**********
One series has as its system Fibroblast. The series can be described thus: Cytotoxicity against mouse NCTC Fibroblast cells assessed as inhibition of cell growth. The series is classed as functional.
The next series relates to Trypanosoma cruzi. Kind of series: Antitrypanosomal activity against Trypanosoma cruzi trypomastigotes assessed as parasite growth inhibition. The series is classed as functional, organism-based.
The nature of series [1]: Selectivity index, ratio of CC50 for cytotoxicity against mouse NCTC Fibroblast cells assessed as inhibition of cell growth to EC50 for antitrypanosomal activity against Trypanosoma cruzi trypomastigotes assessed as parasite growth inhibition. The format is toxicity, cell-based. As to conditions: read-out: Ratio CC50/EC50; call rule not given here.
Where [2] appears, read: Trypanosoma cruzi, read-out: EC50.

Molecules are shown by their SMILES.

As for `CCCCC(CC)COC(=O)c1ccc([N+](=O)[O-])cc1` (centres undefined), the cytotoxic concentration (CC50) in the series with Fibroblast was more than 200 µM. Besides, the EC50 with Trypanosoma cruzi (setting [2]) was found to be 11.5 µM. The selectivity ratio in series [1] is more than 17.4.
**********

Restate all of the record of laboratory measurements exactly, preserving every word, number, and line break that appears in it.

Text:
One series has as its system Fibroblast. The series can be described thus: Cytotoxicity against mouse NCTC Fibroblast cells assessed as inhibition of cell growth. The series is classed as functional.
The next series relates to Trypanosoma cruzi. Kind of series: Antitrypanosomal activity against Trypanosoma cruzi trypomastigotes assessed as parasite growth inhibition. The series is classed as functional, organism-based.
The nature of series [1]: Selectivity index, ratio of CC50 for cytotoxicity against mouse NCTC Fibroblast cells assessed as inhibition of cell growth to EC50 for antitrypanosomal activity against Trypanosoma cruzi trypomastigotes assessed as parasite growth inhibition. The format is toxicity, cell-based. As to conditions: read-out: Ratio CC50/EC50; call rule not given here.
Where [2] appears, read: Trypanosoma cruzi, read-out: EC50.

Molecules are shown by their SMILES.

As for `CCCCC(CC)COC(=O)c1ccc([N+](=O)[O-])cc1` (centres undefined), the cytotoxic concentration (CC50) in the series with Fibroblast was more than 200 µM. Besides, the EC50 with Trypanosoma cruzi (setting [2]) was found to be 11.5 µM. The selectivity ratio in series [1] is more than 17.4.